Today is the first day of school. As a side activity I teach a class at one of the local law schools to help young attorneys (hopefully) get employed. So I thought that I should take this opportunity to try and teach a little basic astronomy at the same time.
The first thing you need is a desire to learn. With that you can do anything. The main instrument used by most amateur astronomers is a telescope.
There are two basic kinds of telescopes: a reflector and a refractor.
A refractor is the “spyglass” type of telescope with a large lens at one end (the objective lens) and an eyepiece at the other end. The objective lens gathers all the light and focuses it at a point. The eyepiece provides the magnification so you can see the object you are looking at in the night sky.
A reflector, as the name implies, uses mirrors to gather and focus the light to a point and an eyepiece to magnify the image.
Reflectors can be much larger than refractors. Due to the physical properties of glass, the largest a refractor can be is 40 inches in diameter. After that the glass will start to deform under its own weight and distort the image. A reflector can be much, much larger. Current plans for a 30 meter telescope (and larger) are in the planning and constructions phases right now.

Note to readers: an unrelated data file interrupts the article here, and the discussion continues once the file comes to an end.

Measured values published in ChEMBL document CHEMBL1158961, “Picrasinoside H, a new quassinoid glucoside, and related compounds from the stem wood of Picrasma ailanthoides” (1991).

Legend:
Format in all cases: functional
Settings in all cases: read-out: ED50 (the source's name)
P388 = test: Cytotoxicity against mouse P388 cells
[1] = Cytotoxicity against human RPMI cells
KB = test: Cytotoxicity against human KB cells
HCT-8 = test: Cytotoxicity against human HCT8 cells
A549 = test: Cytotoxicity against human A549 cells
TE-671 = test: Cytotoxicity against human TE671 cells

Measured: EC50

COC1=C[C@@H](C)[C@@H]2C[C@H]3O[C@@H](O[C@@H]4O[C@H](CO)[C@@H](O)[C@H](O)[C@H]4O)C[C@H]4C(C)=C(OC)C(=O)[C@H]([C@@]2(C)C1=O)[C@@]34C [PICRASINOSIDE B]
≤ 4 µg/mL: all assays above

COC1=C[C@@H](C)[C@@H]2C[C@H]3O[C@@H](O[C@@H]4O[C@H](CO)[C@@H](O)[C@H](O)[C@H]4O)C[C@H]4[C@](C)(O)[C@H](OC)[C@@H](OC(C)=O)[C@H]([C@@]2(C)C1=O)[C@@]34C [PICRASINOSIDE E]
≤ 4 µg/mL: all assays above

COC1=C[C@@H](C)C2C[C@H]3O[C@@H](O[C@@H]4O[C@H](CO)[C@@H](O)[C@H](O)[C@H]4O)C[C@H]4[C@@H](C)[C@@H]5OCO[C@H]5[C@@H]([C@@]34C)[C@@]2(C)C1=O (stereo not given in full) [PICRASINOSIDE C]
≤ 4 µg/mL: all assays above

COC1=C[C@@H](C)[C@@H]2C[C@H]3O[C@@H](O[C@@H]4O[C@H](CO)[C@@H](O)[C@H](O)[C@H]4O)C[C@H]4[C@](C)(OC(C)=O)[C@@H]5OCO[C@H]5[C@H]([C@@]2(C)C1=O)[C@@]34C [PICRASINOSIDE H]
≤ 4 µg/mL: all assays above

One of the questions that gets asked most by beginning astronomers is which type of telescope should I buy? My answer is always – binoculars. A good pair of binoculars will allow you to look at the night sky very inexpensively will you visit your local astronomy group and figure out the kind of telescope that you would like to purchase. Each type has advantages and disadvantages, so it all depends upon what you want to do as to which telescope you should get. The best way is to try them out and ask questions at a star party. Besides being loads of fun, everyone at the star party with a telescope will have lots of good information for you. So shop around before you settle on your first scope.
P.S. the book at the beginning of the post is also available for purchase at the usual places if you are in a hurry to learn about astronomy.
– Ex astris, scientia –
I am and avid amateur astronomer and intellectual property attorney in Pasadena, California and I am a Rising Star as rated by Super Lawyers Magazine. As a former Chief Petty Officer in the U.S. Navy, I am a proud member of the Armed Service Committee of the Los Angeles County Bar Association working to aid all active duty and veterans in our communities. Connect with me on Google +